A: I never in a million years thought we’d be doing such a show in a church though, but St. James Episcopal church is such a blessing to our show. Without them, there wouldn’t be one to talk about. Their church is such an open minded and wonderful space that welcomed us with open arms. They preach a message of acceptance of all walks of life too, which was so marvelous to experience throughout the rehearsal process. Though it’s got some explicit content, it’s never there to shock, it’s there to push the story along. It’s a beautiful space and it’s fantastic to be able to say we had the privilege of creating art there.

Q. How did your own high school experience compare to your character’s?

A: In high school, I’d say that the contents of this play simply weren’t possible in that setting . As much as I’d love to say I wore my queerness on my sleeve proudly, I wasn’t as accepting of myself as Peter is at that time. Being perceived that way is a big issue for some people and I’m glad I had that time to figure out exactly how I’d want to present myself to the world. Queerness is beautiful and truly a blessing in disguise, because why would you want to be like everyone else?

Q. There’s a lot more to “Bare” than just your character’s love story. What are some of the other threads of the narrative?

There’s so many different relationships shown in the show, all jam packed into such a heart-wrenching love story. The story is fully about self love and accepting yourself for who you are. A character that is simply one of my favorite roles is Nadia,(played by Abigail Halpern) who has some of the best music. She is Jason’s twin sister and has a whole arc of self acceptance and loving the skin she’s in; especially when you’re not the golden child. Which is something I definitely related to when I first listened to the cast recording all those years ago.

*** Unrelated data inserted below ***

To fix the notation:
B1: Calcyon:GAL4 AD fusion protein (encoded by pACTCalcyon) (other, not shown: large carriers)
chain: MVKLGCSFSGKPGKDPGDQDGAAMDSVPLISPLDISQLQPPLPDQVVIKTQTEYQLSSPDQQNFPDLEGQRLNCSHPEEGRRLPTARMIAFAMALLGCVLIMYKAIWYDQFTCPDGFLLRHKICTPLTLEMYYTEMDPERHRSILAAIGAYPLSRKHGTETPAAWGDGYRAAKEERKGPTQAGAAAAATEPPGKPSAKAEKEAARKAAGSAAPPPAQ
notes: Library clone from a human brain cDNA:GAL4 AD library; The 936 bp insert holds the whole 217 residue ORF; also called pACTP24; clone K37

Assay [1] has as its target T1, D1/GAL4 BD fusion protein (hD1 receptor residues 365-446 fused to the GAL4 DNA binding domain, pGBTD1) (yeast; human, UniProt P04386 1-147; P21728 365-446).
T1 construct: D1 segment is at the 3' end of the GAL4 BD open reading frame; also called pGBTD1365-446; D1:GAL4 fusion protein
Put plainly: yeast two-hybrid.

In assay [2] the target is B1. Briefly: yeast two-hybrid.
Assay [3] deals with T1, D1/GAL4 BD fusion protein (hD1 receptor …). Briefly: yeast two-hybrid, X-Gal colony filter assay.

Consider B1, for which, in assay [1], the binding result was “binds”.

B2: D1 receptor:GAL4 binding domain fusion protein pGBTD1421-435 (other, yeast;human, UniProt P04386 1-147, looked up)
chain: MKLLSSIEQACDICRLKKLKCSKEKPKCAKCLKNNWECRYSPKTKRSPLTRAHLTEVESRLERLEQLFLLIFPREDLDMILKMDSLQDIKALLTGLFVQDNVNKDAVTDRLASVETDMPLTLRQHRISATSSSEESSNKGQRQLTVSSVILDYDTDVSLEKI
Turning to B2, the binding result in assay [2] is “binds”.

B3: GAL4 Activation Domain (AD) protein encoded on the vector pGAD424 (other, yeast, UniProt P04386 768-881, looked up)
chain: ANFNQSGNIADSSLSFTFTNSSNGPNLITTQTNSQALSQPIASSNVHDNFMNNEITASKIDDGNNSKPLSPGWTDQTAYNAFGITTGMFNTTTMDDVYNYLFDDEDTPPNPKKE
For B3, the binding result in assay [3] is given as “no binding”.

Q. I think it’s exciting that you’ll have a live pit band. How do you describe the music in “Bare”?

A: Having the privilege of doing the show in a church is a blessing enough, but we have an amazing live band. The music in the show is just so thrilling, nonstop, and very hard. It’s truly a team effort in making sure everything runs smoothly throughout the whole run every night. Kudos to them!

Q. What’s the biggest difference between Peter and you?

A: He’s more tolerant of when people treat him unfairly. A big theme in the show is how different he is. He treats everyone the same even though they can’t reciprocate that same kindness. You can tell when someone perceives you as less than just by your appearance. I definitely used to be like Peter but now I know my worth and don’t accept anything less than that.

Q. Anything else you’d like to say?

A: At the end of the day, everyone deserves their place on this little rock we call our world. Treat those around you graciously and those worth your time will flock to you. Love is love.

Covering the arts online in the central San Joaquin Valley and beyond. Lover of theater, classical music, visual arts, the literary arts and all creative endeavors. Former Fresno Bee arts critic and columnist. Graduate of Columbia University and Cal Poly San Luis Obispo. Excited to be exploring the new world of arts journalism.

Comments (3)

  • Steph

    Are you sure they are only 19?

    “At the end of the day, everyone deserves their place on this little rock we call our world. Treat those around you graciously and those worth your time will flock to you. Love is love.”

    Profound and wise beyond their years. Can’t wait to see this.

    And bless that beautiful church for accepting and hosting BARE!

  • Gloria

    We are not religious, but we would love to see this beautiful story and opera.


      It is worth your time!